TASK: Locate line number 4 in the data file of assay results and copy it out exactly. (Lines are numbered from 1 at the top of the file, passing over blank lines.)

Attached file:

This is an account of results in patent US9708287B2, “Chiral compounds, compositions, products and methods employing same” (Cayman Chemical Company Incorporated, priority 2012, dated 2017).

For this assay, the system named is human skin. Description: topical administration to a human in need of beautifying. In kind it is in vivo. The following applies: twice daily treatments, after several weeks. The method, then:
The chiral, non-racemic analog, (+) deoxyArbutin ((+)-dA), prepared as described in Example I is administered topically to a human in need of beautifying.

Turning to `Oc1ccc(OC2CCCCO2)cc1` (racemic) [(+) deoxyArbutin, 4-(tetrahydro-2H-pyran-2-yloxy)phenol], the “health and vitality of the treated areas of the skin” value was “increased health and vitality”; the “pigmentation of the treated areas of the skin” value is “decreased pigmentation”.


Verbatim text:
Turning to `Oc1ccc(OC2CCCCO2)cc1` (racemic) [(+) deoxyArbutin, 4-(tetrahydro-2H-pyran-2-yloxy)phenol], the “health and vitality of the treated areas of the skin” value was “increased health and vitality”; the “pigmentation of the treated areas of the skin” value is “decreased pigmentation”.